by Adam Lock
Che points and asks, ‘What is it, Nanny?’
Gabby, hands on hips, breathless, says, ‘Old folks’ home.’
Che looks along the hoarding, reads an advertisement: ‘Autumn Gardens. Retirement Living.’
‘Fancy name for old folks’ home,’ Gabby says.
Che’s looking at another large advertisement: a photograph of two women and two men, white-haired, laughing.
‘You and Grandad Joe going to live here, Nanny?’
‘Why would we want to do that?’
Hospital, 2009. Che born by caesarean section, 39 weeks. Tell Jess not going anywhere. Heartbeats on monitor. Doctor, nurses, faces covered. Smell of sterilisation, of blood. Doctor lifts Che out of Jess. Hear Che crying. Doctor’s slow movements, questions, commands, instructions. Nurse holds Che. Wish Ettie was here when all is over. Jess given Che. No Ettie when all is over.
‘Look.’ Che points to another advertisement: a large photograph of an elderly man and woman walking through a garden hand in hand. The woman is pointing to a border filled with yellow flowers. In the background, a sunset. ‘Look Nanny. The garden.’
‘And where would Grandad Joe be without his garden?’
Che’s shoulders drop.
Birthday party, 2002. Ettie’s daughter, Harriet, blowing out eighteen candles. Harriet strong-willed, forthright, honest, like Ettie. End of night, all tired, all drunk too much. Ettie says how always been there for each other. Ettie upset, wants to talk. Ettie asks: be there for Harriet? Tell Ettie no need, will get through it together.
‘How old are you and Grandad Joe?’
‘Old. We’re old.’
Che’s eyes narrow, her lips pouting.
‘63. Your Grandad’s 65.’
Holding Gabby’s hand and forearm, Che says, ‘Mrs Fellows says all mammals, no matter how big or small, get one and a half billion heartbeats in a lifetime.’
‘That’s a lot,’ Gabby says.
Che’s eyes focus on Gabby’s chest. ‘A lot. Even if it’s a mouse or an elephant, they get that many heartbeats. As long as they’re not eaten or anything.’ Che makes a face like a snarl, like an angry animal. ‘But Mrs Fellows says people get double, three billion.’
Che counts on her fingers, ‘Because of clean water, and houses, and hospitals.’
New Year’s Eve, 1989. Tradition for someone with dark hair to enter house first after midnight. Wait outside for Joe—only one with dark hair. Joe disappears to enter house through back door. Joe appears at front door, calls us inside. Jess and Harriet run into house. Feel Ettie’s arms around stomach, breasts pushed against back, breath against neck, warm smell of alcohol. Ettie kisses neck. Close eyes. Heartbeat in throat. Taste of heartbeats. See Ettie’s warm breath in cold air. Then all in living room for one more drink. Ettie on settee: dress, nylon, red fingernails against wine glass.
‘When I grow up,’ Che says, ‘I’ll have a big house.’
‘Husband called Jeremiah, and three children: boy called Joshua, girl called Lizzie, another girl called Beth.’
‘Have it all planned out.’
‘Uh huh,’ Che says. ‘And in summer, we’ll go to Cornwall for six weeks.’
‘Every day we’ll go to the beach and the children will bury Jeremiah so all you can see is his head. And then all in the swimming pool to wash off the sand.’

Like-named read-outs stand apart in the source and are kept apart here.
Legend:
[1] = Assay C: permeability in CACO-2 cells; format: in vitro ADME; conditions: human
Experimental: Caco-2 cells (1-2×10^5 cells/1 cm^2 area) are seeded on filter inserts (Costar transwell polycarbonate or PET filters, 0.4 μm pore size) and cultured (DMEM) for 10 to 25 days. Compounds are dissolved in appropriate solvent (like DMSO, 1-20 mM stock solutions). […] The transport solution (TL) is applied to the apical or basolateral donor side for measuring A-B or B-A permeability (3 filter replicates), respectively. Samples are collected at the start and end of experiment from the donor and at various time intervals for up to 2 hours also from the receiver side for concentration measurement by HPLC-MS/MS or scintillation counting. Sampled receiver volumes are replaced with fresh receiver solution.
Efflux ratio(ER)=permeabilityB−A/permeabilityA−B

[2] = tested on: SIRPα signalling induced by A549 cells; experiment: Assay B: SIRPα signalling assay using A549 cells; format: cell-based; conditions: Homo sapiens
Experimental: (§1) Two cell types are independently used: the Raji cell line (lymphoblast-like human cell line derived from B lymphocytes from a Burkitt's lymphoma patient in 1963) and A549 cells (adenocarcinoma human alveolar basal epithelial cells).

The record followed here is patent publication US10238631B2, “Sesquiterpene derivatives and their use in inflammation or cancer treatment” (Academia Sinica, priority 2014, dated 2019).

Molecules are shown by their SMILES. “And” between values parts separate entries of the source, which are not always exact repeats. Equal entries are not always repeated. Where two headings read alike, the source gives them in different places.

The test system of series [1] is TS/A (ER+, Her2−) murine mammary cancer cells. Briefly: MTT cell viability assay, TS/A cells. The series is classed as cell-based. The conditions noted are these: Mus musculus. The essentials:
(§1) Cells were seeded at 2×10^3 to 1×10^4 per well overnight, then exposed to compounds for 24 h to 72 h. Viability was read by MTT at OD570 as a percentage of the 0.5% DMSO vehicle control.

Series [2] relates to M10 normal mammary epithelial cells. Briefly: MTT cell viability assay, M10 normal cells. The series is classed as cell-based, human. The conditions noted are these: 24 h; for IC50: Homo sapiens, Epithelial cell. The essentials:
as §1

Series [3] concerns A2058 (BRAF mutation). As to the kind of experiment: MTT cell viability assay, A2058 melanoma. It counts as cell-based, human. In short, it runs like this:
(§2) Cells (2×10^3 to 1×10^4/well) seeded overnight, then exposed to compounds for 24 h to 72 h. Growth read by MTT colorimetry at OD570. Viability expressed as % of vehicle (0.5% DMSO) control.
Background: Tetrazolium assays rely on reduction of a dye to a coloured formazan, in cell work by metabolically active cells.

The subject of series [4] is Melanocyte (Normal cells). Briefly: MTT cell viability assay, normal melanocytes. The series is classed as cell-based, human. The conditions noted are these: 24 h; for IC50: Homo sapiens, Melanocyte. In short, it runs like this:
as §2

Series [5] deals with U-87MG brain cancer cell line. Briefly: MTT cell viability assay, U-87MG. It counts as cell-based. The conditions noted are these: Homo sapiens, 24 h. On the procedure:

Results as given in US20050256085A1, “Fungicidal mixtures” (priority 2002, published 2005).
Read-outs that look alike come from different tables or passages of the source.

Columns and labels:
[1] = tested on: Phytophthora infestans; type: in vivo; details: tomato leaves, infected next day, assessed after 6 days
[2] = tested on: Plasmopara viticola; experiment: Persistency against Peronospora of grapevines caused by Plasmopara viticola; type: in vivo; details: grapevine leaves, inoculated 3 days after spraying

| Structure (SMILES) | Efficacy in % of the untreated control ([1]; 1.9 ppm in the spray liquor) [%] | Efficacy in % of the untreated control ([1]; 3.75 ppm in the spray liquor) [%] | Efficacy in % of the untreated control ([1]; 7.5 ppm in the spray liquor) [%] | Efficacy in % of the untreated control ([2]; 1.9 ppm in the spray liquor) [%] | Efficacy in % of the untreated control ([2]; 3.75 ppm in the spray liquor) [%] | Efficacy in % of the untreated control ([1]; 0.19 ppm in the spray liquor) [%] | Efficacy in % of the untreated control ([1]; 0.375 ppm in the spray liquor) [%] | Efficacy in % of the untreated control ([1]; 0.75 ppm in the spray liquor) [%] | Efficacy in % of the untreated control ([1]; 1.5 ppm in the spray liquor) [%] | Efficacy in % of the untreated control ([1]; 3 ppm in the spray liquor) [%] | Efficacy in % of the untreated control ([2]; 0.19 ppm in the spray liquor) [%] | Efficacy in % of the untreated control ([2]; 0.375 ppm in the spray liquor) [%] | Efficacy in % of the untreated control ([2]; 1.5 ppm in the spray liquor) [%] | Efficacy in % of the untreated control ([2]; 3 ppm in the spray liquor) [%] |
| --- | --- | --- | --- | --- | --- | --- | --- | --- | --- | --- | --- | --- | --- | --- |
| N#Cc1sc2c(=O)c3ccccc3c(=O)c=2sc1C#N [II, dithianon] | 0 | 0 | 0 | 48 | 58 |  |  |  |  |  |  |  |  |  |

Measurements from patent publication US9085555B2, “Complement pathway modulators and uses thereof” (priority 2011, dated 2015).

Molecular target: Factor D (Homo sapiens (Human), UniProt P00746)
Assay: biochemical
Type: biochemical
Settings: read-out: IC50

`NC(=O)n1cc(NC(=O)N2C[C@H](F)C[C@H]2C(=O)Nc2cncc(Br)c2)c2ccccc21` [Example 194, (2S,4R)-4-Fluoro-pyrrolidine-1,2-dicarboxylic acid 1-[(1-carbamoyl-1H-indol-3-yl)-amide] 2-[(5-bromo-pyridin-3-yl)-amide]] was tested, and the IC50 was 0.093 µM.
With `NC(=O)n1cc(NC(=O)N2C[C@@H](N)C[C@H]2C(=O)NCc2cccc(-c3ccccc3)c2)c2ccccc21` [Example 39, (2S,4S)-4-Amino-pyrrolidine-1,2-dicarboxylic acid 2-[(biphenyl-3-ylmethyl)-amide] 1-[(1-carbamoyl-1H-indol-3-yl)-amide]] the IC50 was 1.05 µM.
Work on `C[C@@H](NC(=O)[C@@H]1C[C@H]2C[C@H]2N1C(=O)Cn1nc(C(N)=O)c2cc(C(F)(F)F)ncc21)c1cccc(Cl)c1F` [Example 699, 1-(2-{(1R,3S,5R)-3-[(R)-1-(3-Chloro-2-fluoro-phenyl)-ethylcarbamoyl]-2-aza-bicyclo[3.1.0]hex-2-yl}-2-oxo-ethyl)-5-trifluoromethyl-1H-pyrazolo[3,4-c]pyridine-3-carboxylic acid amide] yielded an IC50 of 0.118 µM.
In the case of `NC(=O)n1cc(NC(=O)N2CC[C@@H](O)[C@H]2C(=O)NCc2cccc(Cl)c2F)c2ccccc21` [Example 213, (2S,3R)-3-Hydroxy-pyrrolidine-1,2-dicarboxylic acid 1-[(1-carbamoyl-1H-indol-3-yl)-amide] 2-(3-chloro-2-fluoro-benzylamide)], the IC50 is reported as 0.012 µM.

Falmouth, 1984. Ettie stood in swimming pool holding baby Harriet. Ettie’s eyes sad. Tell Ettie not to cry. Ettie shrugs—can’t help it, all different now there’s baby. Can’t explain. Always sad, always tired, always alone. Take Harriet from Ettie, rest on own stomach, on own baby, on Jess. Ettie rests head on shoulder. Give time to cry before telling Ettie to stop. Look into eyes, tell Ettie always be there, tell Ettie never alone.
‘And then when the children are grown up,’ Che says, ‘Jeremiah and me will live here.’ She points to another advertisement: a nurse holding a birthday cake with one lit candle, offering it to a group of elderly people sat around a table.
‘But I’d make sure there were way more candles.’
‘And not those candles you blow out and they lights themselves again. Those candles are mean.’
Heatwave, 1976. Ettie in underwear, lying on back, on lawn. Feet crossed at ankles, arms by side, eyes closed. White bra, black underwear. Smell of coconut. Each breath moves skin over ribs. Neck like vase, sweeping to jaw line, to curve of back of head where grass mixes with hair. Underwear rolled over on hip-bone like thin piece of rope, cutting into top of thighs. Elastic of underwear stretched from one hip to other, leaving shadow between sunken stomach and cotton. Hairs on stomach, blonde. Faint quaking beneath ribcage, heart beating in chest. All the time heartbeats. All the time heartbeats. All the time heartbeats.
‘I’m nine next week, Nanny.’
‘I know you are, beautiful.’
‘You remember being nine, Nanny?’
‘I do. Your Great Nan made a cake in the shape of a number 9.’
Che holds Gabby’s arm tight, pulling it towards her, ‘Can I have one of those Nanny? Can I?’
‘Sure, I can manage that.’
School, 1969. Maths. Ettie holds six inch ruler against stomach, says, this big. Narrow eyebrows, say, not all that big. Ettie holds twelve inch ruler next to stomach, smiles, bites lip, says, some bigger. Shrug, ask how it fits. Ettie shakes head, laughs, says, no idea.
Che looks at a man climbing a ladder. ‘There’ll be lots of old people living here won’t there, Nanny?’
‘All with lots of heartbeats left?’ Che loosens her grip on Gabby’s arm.
Gabby kisses Che on the top of her head. ‘Millions of heartbeats to go. Millions.’
Adam wakes far too early in the morning, in the Black Country, UK, to write stories that attempt to explode the small happenings in life. He has been published in Fictive Dream twice before, and has stories published in STORGY, Retreat West, Spelk, Ellipsis Zine, Vending Machine Press, Fiction Pool, Ghost Parachute, Occulum, Flash Fiction Magazine, and others.